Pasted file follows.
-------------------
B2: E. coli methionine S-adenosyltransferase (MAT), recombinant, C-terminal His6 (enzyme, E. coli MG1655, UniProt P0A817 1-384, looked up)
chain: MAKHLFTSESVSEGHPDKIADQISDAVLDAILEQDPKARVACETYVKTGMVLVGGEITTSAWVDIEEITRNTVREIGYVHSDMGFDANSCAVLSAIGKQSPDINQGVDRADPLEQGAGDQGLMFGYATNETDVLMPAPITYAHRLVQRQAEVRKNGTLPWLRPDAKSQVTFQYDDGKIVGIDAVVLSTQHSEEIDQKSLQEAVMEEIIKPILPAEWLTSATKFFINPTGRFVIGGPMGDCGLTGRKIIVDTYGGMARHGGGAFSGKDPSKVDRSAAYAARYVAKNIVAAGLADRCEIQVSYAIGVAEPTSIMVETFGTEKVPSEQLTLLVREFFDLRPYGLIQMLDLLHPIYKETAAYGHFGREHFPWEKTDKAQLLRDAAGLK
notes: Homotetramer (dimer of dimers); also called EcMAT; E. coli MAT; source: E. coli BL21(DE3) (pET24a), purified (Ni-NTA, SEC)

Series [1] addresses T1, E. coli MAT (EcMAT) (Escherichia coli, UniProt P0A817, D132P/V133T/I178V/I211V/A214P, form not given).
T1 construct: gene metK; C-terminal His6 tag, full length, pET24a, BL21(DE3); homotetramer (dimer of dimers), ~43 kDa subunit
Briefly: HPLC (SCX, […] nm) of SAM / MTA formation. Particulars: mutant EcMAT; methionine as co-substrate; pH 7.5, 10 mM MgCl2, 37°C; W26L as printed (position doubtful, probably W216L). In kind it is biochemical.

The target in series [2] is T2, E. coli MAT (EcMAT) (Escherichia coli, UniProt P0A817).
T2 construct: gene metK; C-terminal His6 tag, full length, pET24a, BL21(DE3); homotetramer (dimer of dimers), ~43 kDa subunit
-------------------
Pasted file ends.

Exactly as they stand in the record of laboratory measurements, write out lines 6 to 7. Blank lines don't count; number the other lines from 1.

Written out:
Briefly: HPLC (SCX, […] nm) of SAM / MTA formation. Particulars: mutant EcMAT; methionine as co-substrate; pH 7.5, 10 mM MgCl2, 37°C; W26L as printed (position doubtful, probably W216L). In kind it is biochemical.

The target in series [2] is T2, E. coli MAT (EcMAT) (Escherichia coli, UniProt P0A817).